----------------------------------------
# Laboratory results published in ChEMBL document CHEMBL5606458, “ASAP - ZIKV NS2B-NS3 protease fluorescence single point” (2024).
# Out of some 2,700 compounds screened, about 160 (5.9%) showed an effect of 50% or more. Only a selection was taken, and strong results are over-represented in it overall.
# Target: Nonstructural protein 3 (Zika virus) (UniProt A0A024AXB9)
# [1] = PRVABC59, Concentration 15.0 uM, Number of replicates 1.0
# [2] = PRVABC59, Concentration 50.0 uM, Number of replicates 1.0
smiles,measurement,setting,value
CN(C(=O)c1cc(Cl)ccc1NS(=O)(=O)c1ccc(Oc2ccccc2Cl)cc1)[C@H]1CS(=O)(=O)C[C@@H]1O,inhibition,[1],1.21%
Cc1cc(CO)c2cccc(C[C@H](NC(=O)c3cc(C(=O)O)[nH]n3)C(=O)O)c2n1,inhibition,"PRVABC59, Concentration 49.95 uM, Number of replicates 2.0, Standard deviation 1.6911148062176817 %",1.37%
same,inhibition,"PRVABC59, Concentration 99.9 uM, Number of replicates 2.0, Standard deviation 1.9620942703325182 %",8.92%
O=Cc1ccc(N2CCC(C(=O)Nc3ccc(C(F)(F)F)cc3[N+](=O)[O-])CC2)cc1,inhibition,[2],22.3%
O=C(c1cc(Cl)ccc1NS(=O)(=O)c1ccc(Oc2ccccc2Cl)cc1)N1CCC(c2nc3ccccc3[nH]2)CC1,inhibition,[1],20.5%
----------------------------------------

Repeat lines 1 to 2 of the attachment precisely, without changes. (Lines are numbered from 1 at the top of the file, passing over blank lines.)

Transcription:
# Laboratory results published in ChEMBL document CHEMBL5606458, “ASAP - ZIKV NS2B-NS3 protease fluorescence single point” (2024).
# Out of some 2,700 compounds screened, about 160 (5.9%) showed an effect of 50% or more. Only a selection was taken, and strong results are over-represented in it overall.